کرانستونکتاب: زندگی در چند بخش / فصل 25
- زمان مطالعه 5 دقیقه
- سطح خیلی سخت
دانلود اپلیکیشن «زیبوک»
این فصل را میتوانید به بهترین شکل و با امکانات عالی در اپلیکیشن «زیبوک» بخوانید
متن انگلیسی فصل
I was absorbed in building my foundation as an actor, but I needed a job to survive. I found it on the loading dock at Roadway International, a large trucking firm, near intersecting highways in Vernon, a depressing industrial city five miles southeast of downtown LA. It often seemed that the only residents of Vernon were homeless people.
I worked on a cement slab—a dock—loading and unloading trucks. The foreman only used your last name, screaming, Garcia! McVicar! Fitzpatrick! Cranston! I worked a ten-hour shift—graveyard, 9:30 p.m. to 8:00 a.m., with a half an hour for lunch. Brutal, but I got paid $14.50 an hour, which was excellent money in 1979. Our rent for a two-bedroom place in Van Nuys was $375, so three days of work and I was covered for the month. Plus it was primarily a weekend job, so I was available during the week to audition.
The job was tough. Everyone was angry, even the punch clock. I’d stick my time card into the machine; it wouldn’t engage. I’d gently maneuver the card to just the right spot. Finally the machine would bark—AAARRRRNNNTTT. That first violent noise was my welcome each night, and it triggered a strong fight-or-flight response. Then the foremen would yell: CRANSTON, PICK IT UP, PICK IT UP, LET’S GO!
At first I buckled down, doing everything I was ordered to do and more. I figured that if I could outwork the others, I’d have a job as long as I needed it. I gave myself over to the physically demanding work. I reminded myself that working nights allowed me to be free to audition during the day. I was paying dues. That kept my spirits up.
We had scheduled fifteen-minute breaks every few hours. At one of the breaks, four of the union regulars (the nonunion guys like me were called “casuals”) paid me a visit. They told me I was working too hard—too fast—and that I needed to slow down. I was confused. I explained that the foreman was up my ass already to speed it up. The regular who’d been appointed spokesman said, “Fuck him. We run this place. You need to slow down or we’re going to have a problem. We gotta work here every damn day, you motherfuckers come in a few times a month. You work fast, it makes us look bad. That shit can’t happen, understand? It’s not your fault, but it is your problem. Slow. The. Fuck. Down. That’s it.”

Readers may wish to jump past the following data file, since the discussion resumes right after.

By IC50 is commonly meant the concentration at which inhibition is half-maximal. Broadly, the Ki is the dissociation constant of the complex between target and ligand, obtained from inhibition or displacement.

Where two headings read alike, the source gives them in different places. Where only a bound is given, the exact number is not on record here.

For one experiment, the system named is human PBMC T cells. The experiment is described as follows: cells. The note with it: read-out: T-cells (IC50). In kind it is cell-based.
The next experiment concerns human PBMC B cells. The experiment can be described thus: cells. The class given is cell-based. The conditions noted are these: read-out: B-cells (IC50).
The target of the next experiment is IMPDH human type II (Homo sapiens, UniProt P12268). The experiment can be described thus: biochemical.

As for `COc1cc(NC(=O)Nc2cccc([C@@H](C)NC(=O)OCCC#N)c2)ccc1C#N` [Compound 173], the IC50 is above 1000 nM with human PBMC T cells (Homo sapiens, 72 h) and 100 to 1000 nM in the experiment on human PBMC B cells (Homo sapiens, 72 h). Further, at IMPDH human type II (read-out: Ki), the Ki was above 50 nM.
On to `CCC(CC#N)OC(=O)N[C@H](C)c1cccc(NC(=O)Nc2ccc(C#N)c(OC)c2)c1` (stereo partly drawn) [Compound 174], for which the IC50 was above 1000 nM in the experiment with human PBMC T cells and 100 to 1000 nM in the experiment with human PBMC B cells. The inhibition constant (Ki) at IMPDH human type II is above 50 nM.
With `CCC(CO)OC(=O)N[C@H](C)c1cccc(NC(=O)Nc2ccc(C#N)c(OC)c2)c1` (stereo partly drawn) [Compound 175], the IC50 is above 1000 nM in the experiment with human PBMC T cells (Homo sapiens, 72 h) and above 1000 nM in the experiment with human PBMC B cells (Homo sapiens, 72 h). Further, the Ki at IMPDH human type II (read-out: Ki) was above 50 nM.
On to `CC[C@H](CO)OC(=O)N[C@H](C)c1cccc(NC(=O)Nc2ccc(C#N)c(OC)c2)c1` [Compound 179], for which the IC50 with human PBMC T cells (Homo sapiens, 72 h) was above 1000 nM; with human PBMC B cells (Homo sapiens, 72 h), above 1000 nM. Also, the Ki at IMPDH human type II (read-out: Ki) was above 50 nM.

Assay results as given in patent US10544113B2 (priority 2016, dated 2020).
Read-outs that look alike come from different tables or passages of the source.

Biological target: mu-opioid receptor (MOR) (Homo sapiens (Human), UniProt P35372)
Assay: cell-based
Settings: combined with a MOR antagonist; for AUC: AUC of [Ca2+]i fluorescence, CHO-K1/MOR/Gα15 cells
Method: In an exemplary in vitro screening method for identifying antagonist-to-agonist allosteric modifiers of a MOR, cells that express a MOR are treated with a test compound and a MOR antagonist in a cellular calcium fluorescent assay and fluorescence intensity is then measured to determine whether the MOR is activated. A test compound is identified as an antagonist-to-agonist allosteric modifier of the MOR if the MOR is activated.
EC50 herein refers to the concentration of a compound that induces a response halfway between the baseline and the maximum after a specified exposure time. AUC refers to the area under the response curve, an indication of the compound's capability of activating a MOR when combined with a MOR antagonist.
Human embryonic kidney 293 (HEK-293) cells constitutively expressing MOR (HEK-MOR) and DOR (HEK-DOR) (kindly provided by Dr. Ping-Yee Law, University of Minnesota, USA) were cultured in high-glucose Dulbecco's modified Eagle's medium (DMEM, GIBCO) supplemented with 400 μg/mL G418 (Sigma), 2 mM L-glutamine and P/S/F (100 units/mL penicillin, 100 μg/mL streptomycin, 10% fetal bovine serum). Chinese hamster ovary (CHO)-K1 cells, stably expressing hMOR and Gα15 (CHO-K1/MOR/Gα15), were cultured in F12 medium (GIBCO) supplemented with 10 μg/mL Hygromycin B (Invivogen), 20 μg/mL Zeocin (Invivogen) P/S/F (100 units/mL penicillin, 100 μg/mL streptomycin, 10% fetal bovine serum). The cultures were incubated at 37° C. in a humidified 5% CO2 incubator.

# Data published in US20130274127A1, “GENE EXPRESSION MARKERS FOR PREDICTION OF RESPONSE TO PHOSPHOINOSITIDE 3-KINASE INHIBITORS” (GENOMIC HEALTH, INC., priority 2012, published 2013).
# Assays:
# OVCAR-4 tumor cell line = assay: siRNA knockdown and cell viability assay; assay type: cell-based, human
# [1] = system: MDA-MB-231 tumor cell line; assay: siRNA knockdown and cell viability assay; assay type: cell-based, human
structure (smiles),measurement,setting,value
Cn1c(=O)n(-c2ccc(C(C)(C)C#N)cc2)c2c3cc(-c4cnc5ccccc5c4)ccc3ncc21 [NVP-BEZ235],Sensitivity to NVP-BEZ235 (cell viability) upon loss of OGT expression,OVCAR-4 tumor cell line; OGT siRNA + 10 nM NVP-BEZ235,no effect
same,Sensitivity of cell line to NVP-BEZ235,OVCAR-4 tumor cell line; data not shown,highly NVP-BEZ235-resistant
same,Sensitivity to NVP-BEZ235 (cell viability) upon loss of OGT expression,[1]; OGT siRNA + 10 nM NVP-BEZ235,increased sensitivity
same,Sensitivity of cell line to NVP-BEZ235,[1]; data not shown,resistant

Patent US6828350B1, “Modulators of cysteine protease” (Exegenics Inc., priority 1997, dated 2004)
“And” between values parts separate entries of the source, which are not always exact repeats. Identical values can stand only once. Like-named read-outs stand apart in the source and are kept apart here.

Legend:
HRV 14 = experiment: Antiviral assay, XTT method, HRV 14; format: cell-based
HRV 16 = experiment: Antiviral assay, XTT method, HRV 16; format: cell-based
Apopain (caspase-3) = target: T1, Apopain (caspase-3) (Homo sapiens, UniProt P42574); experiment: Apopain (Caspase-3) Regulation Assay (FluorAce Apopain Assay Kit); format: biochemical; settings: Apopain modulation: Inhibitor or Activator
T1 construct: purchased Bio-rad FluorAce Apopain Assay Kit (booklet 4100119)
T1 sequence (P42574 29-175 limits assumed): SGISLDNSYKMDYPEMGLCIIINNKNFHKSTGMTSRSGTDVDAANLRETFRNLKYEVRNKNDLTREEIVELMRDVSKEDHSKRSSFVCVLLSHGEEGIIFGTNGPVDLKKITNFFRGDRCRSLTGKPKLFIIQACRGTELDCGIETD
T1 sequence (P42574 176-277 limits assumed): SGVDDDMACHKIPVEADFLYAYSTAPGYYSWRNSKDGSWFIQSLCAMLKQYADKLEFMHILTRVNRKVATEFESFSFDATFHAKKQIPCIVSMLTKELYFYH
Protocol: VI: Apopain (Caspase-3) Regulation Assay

Message received. I slowed the fuck down. I tried to set a pace so that the union guys and the foreman were both only mildly upset with me at all times. I cut it right down the middle.
“Cranston, get moving!” I learned to endure the foreman’s yelling. “High and tight! High and tight!” That’s how he wanted the cargo loaded. Fill every space. That job is where I learned how to load my dishwasher: high and tight. To this day, I’m the loader of my dishwasher. Please don’t do it. I’ll just redo it.
A lot of actors worked as Roadway casuals because of the pay. I remember working with Andy Garcia. I knew him only in passing. We were all so tired; it’s not like any of us had a lot of energy to make friends. Besides, we were all covered up: steel-toed boots, jeans, hooded sweatshirt, gloves, and a bandanna to cover our ears, noses, and mouths from the swirling dirt and cardboard dust. All you saw were a guy’s eyes. And some guys even wore clear plastic glasses to shield their eyes.
Somewhere beneath all that protective gear, I was elsewhere. They got my body, but I wasn’t going to let them get my mind or soul. I think if I hadn’t been absolutely determined to be an actor, I wouldn’t have made it through. But I was determined.
CRANSTON! When the foreman yelled, I acknowledged I heard him. I nodded, but I didn’t let him in. I just kept repeating a few lines from my inner script. I kept saying to myself: One day I will be able to call myself an actor. Not a part-time actor, but a real actor. One day. One day. One day.
I would fantasize: there’s me driving onto a studio lot; there’s me breaking down the beats of a scene on stage. I was cold and I was getting yelled at, and the energy of many of the guys was a dark energy. Most of those guys hated their jobs, and probably hated their lives. It would be so easy to be sucked into that despair. But I didn’t allow that to come inside. It wasn’t welcome. I wasn’t going to let them clutter my brain. I had something real to hold on to.
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